Crafting a strong schedule to showcase your classes can be a challenge. Even if you know what, how, when and where you want to teach, putting all of the information together in a relatable, successful format is worth some extra time and thought.
Your schedule is the menu of your services, the first step a client takes toward a purchase and what you write and how you present it will either draw clients in or put them off.
We’ve pulled together some tips and considerations for creating a schedule that you will want to keep, and that your clients will love.
Know Your Audience
You will hear us talk about niching down which, in essence, is about learning who your audience is and what they want or need from you. Just like your marketing, your brand, and maybe even the decor of your space, this idea of who you are serving creates what is unique about your business, and reiterates to the client in everything that you do.
So consider who are your services for, primarily? What likes, dislikes, ideas and availability to do your ideal clients have? What are they going to gain from signing up to your services? What will they respond to in your sales pitch (which is ultimately what your class descriptions are) and what might turn them off your business?
Knowing the answers to these questions is the key to hitting the mark when you create your class names, descriptions, time slots and overall schedule.
In our digital age and tendency toward immediate gratification, attention spans are shorter and we generally want answers quickly. A reader will likely give your description a quick scan for the important points and if they don’t see something that grabs their attention, they could move on.
No matter how good you are with words, try to keep your class description precise, informative and fairly short. If possible, tell them what they need to know in three sentences or less. If you can create a catchy name, that can also hit the mark. And make sure it is grammatically and linguistically correct – if you teach yoga and choose to include Sanskrit words, be sure to do so in a way that honors the roots of yoga, otherwise it could be appropriation.
Hips and Hamstrings is a simple, descriptive yoga class name – the client knows what they are signing up for, it’s a class name that is common, understandable, short and sticks in the mind, but it’s not particularly unique so you could create your own spin on that name.
Candlelight Flow is a short, catchy name that also indicates the tone and setting, as well as the intended movement of the class.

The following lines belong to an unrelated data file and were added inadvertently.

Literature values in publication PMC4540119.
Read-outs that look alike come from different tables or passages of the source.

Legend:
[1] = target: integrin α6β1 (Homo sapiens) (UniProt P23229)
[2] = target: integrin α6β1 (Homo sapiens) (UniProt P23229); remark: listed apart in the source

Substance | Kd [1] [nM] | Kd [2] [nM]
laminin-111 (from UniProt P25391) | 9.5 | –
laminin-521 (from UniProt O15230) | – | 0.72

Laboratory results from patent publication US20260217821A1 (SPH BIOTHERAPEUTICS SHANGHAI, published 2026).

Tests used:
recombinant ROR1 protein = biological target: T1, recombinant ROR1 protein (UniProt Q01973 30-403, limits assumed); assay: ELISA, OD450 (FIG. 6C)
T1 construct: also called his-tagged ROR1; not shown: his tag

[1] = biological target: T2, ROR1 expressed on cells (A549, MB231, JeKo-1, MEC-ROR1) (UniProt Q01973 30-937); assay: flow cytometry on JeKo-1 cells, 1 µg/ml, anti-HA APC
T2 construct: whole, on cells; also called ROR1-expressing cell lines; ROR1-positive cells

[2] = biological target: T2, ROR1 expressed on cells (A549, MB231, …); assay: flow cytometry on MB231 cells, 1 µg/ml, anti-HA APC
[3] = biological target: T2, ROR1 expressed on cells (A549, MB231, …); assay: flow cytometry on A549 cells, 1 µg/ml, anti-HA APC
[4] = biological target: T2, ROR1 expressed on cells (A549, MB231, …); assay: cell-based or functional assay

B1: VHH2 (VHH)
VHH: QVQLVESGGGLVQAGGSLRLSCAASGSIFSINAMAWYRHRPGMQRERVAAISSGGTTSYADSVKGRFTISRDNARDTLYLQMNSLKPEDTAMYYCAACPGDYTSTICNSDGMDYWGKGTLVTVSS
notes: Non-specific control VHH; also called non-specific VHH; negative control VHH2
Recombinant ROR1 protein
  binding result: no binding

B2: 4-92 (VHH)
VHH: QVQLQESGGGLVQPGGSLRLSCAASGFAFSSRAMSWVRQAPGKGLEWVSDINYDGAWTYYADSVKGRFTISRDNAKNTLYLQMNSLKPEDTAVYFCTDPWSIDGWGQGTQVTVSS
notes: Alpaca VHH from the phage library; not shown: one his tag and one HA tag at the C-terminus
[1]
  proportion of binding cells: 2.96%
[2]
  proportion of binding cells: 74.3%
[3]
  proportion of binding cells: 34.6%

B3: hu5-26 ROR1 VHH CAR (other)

If you really want to drill into your creativity, jot down all the relevant class details along with some feelings the class might invoke. Write out the aim, tone, length of your class or offering, include three primary things your clients will gain from it and any other details such as what to bring and anatomical focus.
Next, condense the description into two to three strong sentences. Once you have condensed it, review it and try to condense it again – is it repetitive? Descriptive? Have you included what the client might need to bring or skills they would want to have before attending this class?
Take out anything unnecessary – is the time, price and location listed elsewhere? Avoid repetition wherever you can.
Example – “Get Up and Flow: Energize your day with this strong, well-rounded flow that will leave you feeling amazing. Recommended props: 1 block.”
Theme it Out
What makes your business unique from other local businesses offering similar services? Is there a theme that could run through your class names? This can fulfil a few goals – names are easier to create, the schedule looks more tied together and your clients recognize and relate to what your business offers.
If you don’t have a theme as such, just work on keeping the tone and language consistent throughout the schedule and all other elements of your business (website, social media) as this will become recognizable to your audience and in a really subtle way they learn what to expect from you.
Commit to the Schedule
So you craft a catch and brilliant class name and description, but it doesn’t have a huge impact – how fast should you pivot and rewrite the class name, class focus or description? Our advice is to hold your horses for a while, if you can. Too much changing up can make you look inconsistent and undermines faith in your business. Even when you think the client hasn’t noticed your offering, there is a good chance that they have and it just didn’t work for them this time.
This is why taking your time and crafting something that hits home and that you can commit to is important. So fire up your creativity and enjoy the process!
Did you know that OfferingTree is a class scheduling tool, that integrates with payment via Stripe, as well as Zoom – this means that when your OfferingTree site is linked to Zoom, the Zoom links for your class will be sent out to clients when they sign up, saving you valuable time and eliminating the chance of incorrect links landing in inboxes! Schedule a demo of your OfferingTree to learn more.